Little Marco embarks on a real “journey of wonders” on Christmas night when, in defiance of the most obvious prohibition, he ventures alone into the snowy countryside, where a storm of shapes and colours will take him through a series of bizarre, tender or frightening encounters. Immortalised by the artist Julian Schnabel in enigmatic portraits and hazy visions, the Snow characters range from the Idiot, who hates to think but loves to play cards, to the Platypus, which no one ever sees but which leaves plenty of traces, and the Snowman, whose Polaroid “holy card” in Marco’s pocket protects him in his wanderings until he reappears at sunrise in the armoured guise of a medieval warrior.
Dario Voltolini skilfully alternates between narrative and figurative registers, punctuated by Schnabel’s otherwise hermetic images. The writer combines these with a fantastic dictionary of objects, music, environments, concepts and emotions that draw bibliophiles and beginners alike into the dreamlike adventure of reading.
Julian Schnabel, born in New York in 1951, completed his studies there, where he attended the Whitney Museum’s Independent Study Program from 1973. In 1976 he made his first trip to Europe, where he became fascinated by the masterpieces of Giotto, Duccio da Boninsegna and Caravaggio. On a second European trip, the use of majolica in Antoni Gaudí’s Barcelona architecture fascinated him so much that he decided to cover the entire surface of his canvases with a collage of broken plates. In his word he has not, however, neglected more traditional techniques, such as painting on canvas or board, although he is strongly characterised by the use of unusual materials as supports, such as velvet, theatre backdrops, waxed tarpaulins. His figurative repertoire is equally vast, ranging from large texts to portraits in an expressionist key, from the elaboration of religious symbols pertaining to different cultures to the literal quotation of famous paintings.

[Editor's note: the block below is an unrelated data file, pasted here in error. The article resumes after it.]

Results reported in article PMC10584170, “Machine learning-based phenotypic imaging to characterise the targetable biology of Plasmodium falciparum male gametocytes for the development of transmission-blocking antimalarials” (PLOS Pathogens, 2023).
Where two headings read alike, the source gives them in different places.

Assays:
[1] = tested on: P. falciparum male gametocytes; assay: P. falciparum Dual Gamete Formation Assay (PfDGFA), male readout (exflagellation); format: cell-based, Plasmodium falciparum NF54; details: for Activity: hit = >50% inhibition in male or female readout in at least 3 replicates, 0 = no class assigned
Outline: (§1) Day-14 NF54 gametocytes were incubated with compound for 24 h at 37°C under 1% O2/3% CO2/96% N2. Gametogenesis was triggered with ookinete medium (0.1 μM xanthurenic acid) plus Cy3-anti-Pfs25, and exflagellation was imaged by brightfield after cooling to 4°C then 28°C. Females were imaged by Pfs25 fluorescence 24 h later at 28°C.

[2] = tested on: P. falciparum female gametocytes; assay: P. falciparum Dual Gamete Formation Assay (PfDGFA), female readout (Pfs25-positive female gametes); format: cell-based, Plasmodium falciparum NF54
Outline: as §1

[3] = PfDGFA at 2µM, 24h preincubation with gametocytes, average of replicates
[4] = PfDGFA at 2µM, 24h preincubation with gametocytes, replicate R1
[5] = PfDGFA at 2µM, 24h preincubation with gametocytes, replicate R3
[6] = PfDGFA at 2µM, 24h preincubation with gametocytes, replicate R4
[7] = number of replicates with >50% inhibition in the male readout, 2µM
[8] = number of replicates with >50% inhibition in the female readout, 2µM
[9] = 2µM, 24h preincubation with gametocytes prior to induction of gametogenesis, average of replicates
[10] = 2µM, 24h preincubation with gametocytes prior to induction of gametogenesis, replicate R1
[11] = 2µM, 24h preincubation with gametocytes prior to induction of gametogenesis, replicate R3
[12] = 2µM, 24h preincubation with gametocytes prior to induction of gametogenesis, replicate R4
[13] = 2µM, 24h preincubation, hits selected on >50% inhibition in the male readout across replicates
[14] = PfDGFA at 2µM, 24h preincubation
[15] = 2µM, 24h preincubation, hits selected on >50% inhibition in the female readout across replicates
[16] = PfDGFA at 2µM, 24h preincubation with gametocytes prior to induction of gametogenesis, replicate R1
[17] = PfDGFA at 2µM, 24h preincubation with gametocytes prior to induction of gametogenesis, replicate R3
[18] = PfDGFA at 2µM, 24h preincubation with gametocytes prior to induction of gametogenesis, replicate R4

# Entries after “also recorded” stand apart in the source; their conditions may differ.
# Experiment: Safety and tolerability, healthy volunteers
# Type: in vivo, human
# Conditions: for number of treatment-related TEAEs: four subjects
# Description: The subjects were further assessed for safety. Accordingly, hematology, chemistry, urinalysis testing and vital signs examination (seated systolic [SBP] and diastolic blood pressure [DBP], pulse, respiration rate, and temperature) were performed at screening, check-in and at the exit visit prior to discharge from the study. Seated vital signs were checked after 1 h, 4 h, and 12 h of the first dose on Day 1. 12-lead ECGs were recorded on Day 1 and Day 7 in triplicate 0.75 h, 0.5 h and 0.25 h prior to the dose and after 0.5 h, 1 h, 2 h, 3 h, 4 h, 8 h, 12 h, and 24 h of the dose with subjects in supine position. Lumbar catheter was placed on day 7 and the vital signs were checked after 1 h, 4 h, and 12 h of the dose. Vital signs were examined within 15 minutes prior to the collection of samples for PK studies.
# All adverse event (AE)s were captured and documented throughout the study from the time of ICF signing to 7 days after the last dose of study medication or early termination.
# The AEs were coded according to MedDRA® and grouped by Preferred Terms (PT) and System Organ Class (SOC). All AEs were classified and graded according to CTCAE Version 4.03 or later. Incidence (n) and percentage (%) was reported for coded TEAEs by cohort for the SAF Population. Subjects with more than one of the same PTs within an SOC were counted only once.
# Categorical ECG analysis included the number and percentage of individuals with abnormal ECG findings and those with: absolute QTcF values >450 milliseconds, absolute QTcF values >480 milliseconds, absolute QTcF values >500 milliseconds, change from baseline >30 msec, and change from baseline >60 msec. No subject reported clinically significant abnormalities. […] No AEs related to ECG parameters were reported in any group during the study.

Dario Voltolini, born in 1959 in Turin where he graduated in Philosophy of Language, is known to the general public for Una intuizione metropolitana, (Bollati Boringhieri), Rincorse (Einaudi) and for his recent book published by Feltrinelli, Forme d’onda. He has written two radio plays for Radio3 and Radio2, the texts by Mosorrofa o dell’ottimismo, Città, Macchinario, Capelas Iperfeitas for the musician Nicola Campogrande and regularly holds creative writing courses at the Scuola Holden in Turin. Here he makes his confident debut in children’s literature, guiding them through the mysterious jungle of Julian Schnabel’s works.